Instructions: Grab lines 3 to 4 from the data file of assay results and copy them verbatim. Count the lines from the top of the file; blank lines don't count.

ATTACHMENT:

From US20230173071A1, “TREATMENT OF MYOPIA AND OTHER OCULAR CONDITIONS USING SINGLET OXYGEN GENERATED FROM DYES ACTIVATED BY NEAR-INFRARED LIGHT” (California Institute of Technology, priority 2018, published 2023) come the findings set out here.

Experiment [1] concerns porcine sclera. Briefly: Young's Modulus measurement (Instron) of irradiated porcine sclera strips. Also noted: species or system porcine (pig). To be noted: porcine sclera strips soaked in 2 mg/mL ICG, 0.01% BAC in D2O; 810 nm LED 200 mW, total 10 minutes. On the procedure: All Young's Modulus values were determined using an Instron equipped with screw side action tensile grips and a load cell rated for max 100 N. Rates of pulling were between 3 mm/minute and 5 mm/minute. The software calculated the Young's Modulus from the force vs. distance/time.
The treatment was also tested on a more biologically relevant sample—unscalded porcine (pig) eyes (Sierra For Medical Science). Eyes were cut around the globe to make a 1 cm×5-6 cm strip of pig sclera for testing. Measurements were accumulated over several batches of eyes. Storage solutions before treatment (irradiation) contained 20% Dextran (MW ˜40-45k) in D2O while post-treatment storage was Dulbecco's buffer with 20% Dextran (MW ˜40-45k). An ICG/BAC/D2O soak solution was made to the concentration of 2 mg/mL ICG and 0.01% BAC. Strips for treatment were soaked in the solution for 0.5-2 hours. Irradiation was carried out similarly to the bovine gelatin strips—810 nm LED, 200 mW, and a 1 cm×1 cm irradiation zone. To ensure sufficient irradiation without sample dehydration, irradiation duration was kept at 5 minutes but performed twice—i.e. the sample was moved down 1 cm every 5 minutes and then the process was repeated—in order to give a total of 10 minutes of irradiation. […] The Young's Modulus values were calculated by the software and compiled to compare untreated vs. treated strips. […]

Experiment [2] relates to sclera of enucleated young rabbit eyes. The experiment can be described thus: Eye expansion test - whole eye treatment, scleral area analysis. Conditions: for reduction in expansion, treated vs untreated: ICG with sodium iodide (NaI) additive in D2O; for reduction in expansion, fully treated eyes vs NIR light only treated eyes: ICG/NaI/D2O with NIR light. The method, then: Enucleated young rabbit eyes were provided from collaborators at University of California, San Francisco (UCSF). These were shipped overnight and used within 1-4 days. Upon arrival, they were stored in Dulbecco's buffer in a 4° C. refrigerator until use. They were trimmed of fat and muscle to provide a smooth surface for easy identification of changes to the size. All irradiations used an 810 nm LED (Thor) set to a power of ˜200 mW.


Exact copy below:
The treatment was also tested on a more biologically relevant sample—unscalded porcine (pig) eyes (Sierra For Medical Science). Eyes were cut around the globe to make a 1 cm×5-6 cm strip of pig sclera for testing. Measurements were accumulated over several batches of eyes. Storage solutions before treatment (irradiation) contained 20% Dextran (MW ˜40-45k) in D2O while post-treatment storage was Dulbecco's buffer with 20% Dextran (MW ˜40-45k). An ICG/BAC/D2O soak solution was made to the concentration of 2 mg/mL ICG and 0.01% BAC. Strips for treatment were soaked in the solution for 0.5-2 hours. Irradiation was carried out similarly to the bovine gelatin strips—810 nm LED, 200 mW, and a 1 cm×1 cm irradiation zone. To ensure sufficient irradiation without sample dehydration, irradiation duration was kept at 5 minutes but performed twice—i.e. the sample was moved down 1 cm every 5 minutes and then the process was repeated—in order to give a total of 10 minutes of irradiation. […] The Young's Modulus values were calculated by the software and compiled to compare untreated vs. treated strips. […]

Experiment [2] relates to sclera of enucleated young rabbit eyes. The experiment can be described thus: Eye expansion test - whole eye treatment, scleral area analysis. Conditions: for reduction in expansion, treated vs untreated: ICG with sodium iodide (NaI) additive in D2O; for reduction in expansion, fully treated eyes vs NIR light only treated eyes: ICG/NaI/D2O with NIR light. The method, then: Enucleated young rabbit eyes were provided from collaborators at University of California, San Francisco (UCSF). These were shipped overnight and used within 1-4 days. Upon arrival, they were stored in Dulbecco's buffer in a 4° C. refrigerator until use. They were trimmed of fat and muscle to provide a smooth surface for easy identification of changes to the size. All irradiations used an 810 nm LED (Thor) set to a power of ˜200 mW.